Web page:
See Rhodes, "A Translation and Commentary of the Joseph Smith Hypocephalus"; John Gee, "Notes on the Sons of Horus" (Provo: Foundation for Ancient Research and Mormon Studies, 1991). See also Apocalypse of Abraham 18, , 1:698.
The Apocalypse of Abraham is a vital source for understanding both Jewish apocalypticism and mysticism. Written anonymously soon after the destruction of the Second Jerusalem Temple, the text envisions heaven as the true place of worship and depicts Abraham as an initiate of celestial priesthood. Andrei A. Orlov focuses on the central rite of the Abraham story – the scapegoat ritual that receives a striking eschatological reinterpretation in the text. He demonstrates that the development of the sacerdotal traditions in the Apocalypse of Abraham, along with a cluster of Jewish mystical motifs, represents an important transition from Jewish apocalypticism to the symbols of early Jewish mysticism. In this way, Orlov offers unique insight into the complex world of the Jewish sacerdotal debates in the early centuries of the Common Era. The book will be of interest to scholars of early Judaism and Christianity, Old Testament studies, and Jewish mysticism and magic.
Counted among the pseudepigrapha.
The apocalypse of Abraham is counted as one of the pseudepigrapha.
Peter Kirby surveys scholars writing on the apocalypse of Abraham:
“A passage in the Apocalypse of Abraham reads like a modern description of the seething, ever-changing elements within a star. Abraham was shown the stars. An angel comes and takes him on a journey, during which Abraham goes into a trance. His spirit leaves his body, for when he comes back, it enters his body again and he has to be raised onto his feet. His spirit leaves his body, and the angel takes him to watch a star in the process of transformation.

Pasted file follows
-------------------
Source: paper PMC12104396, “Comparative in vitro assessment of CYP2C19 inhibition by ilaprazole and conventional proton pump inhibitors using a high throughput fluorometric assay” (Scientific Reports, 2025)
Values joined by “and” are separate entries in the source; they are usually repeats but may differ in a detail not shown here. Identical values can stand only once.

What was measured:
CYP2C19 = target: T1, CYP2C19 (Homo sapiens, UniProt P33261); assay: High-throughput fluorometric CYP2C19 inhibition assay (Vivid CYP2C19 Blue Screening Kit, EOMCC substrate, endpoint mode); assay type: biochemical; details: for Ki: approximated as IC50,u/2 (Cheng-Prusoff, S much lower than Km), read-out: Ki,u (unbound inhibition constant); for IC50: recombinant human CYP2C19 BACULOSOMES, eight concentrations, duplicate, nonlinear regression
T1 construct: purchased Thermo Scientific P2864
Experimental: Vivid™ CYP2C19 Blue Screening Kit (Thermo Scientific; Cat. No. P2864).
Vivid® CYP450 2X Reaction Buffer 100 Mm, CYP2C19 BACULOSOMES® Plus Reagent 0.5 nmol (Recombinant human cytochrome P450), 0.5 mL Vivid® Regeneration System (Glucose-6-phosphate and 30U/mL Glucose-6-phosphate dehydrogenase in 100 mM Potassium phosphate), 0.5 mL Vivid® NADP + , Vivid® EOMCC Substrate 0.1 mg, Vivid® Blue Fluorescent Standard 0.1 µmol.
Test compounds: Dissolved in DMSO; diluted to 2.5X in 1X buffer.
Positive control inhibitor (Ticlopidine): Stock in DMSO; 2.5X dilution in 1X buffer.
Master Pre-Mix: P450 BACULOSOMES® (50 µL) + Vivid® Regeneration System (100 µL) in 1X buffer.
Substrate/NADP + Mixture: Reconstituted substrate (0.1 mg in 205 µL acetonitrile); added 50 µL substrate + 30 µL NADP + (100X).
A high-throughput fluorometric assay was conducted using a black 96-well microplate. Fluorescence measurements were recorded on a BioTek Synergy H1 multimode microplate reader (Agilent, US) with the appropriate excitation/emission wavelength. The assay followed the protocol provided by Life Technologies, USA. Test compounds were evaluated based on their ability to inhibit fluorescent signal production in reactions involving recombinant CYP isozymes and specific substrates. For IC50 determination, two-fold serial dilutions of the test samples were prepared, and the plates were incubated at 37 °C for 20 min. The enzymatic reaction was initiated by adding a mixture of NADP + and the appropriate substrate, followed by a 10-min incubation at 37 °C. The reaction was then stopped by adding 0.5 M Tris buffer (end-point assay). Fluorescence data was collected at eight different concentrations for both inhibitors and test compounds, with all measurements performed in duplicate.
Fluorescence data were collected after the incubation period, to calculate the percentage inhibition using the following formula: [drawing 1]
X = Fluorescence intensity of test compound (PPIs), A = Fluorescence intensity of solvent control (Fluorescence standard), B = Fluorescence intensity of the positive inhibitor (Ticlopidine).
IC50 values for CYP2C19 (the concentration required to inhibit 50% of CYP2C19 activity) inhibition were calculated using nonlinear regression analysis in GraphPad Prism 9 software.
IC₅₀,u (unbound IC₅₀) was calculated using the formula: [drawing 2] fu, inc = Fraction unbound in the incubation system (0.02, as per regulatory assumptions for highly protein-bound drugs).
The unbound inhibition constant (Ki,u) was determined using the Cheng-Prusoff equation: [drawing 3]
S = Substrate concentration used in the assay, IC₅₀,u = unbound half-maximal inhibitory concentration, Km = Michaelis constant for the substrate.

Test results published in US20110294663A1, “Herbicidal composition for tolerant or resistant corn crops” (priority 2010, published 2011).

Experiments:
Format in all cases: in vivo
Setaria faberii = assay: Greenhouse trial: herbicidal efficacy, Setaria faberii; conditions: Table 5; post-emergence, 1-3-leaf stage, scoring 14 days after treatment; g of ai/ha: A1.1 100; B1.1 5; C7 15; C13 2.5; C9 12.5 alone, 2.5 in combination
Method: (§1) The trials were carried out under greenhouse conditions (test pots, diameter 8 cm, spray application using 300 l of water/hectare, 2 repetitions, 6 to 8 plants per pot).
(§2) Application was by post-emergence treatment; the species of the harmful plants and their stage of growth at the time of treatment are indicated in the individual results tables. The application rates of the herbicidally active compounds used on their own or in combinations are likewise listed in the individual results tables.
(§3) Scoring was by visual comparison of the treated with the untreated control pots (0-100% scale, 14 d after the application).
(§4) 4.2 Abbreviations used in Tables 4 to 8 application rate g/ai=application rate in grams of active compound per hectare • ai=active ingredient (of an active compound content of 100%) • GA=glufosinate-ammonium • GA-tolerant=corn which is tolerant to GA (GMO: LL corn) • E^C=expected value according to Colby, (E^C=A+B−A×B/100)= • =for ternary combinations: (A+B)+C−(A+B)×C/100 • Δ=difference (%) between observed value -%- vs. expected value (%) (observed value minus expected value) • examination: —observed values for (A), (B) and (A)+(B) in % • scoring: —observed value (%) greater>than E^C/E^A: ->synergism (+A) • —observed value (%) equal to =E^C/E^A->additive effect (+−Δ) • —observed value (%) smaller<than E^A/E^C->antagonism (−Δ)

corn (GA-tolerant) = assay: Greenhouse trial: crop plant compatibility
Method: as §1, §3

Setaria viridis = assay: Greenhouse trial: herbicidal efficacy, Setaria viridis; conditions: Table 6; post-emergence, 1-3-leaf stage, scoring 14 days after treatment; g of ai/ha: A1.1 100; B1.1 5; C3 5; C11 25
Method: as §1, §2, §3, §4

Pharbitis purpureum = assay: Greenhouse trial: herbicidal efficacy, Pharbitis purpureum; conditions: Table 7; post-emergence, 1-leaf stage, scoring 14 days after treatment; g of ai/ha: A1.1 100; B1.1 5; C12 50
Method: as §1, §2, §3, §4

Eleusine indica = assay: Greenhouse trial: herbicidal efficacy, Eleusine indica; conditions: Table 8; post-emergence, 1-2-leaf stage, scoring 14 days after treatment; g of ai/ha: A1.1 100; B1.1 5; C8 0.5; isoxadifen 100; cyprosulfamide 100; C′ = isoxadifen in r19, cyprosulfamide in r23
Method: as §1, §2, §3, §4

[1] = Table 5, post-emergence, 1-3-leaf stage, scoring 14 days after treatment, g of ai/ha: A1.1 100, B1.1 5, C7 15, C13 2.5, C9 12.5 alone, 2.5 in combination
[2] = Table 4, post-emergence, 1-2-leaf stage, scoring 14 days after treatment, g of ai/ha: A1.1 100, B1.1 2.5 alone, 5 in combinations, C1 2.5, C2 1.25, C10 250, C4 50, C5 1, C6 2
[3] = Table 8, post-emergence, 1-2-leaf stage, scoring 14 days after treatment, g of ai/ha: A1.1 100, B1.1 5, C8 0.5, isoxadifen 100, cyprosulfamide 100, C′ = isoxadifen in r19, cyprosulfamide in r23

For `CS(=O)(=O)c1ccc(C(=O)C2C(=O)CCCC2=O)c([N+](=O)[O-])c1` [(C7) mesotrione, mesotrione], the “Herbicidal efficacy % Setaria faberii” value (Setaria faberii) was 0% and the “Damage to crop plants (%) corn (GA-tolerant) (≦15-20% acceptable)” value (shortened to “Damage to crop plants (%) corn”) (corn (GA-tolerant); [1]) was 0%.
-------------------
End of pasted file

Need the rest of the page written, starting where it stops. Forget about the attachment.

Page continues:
Rhodes devotes much of his lecture to supposed parallels to the Book of Abraham from pseudepigraphic Jewish texts such as the Apocalypse of Abraham and the Testament of Abraham. Yet no historian thinks these texts preserve any historical information about Abraham (at least beyond what one might glean from the Old Testament). Both of these works were probably written in the second century AD (or perhaps the late first century), or roughly two thousand years after Abraham’s death. What Rhodes does is to cherry-pick a few verbal or thematic parallels between the Book of Abraham and these ancient books, arguing that (of course) Joseph Smith could not have known what those books said. This supposedly means that Joseph “hit the nail on the head” by happening to produce these elements that parallel elements in Jewish pseudepigraphic writings about Abraham. In recent years this line of reasoning seems to have become the LDS apologists’ favorite argument for the Book of Abraham, but it’s hopelessly unworkable. We have no reason to think those elements actually reflect truth about Abraham (or truth about him not discernible from the Bible), and in any two books about the same subject one would expect there to be some parallels, so that the parallels in and of themselves prove nothing. Hitting the nail on the head is of no value if the nail is in the wrong piece of wood.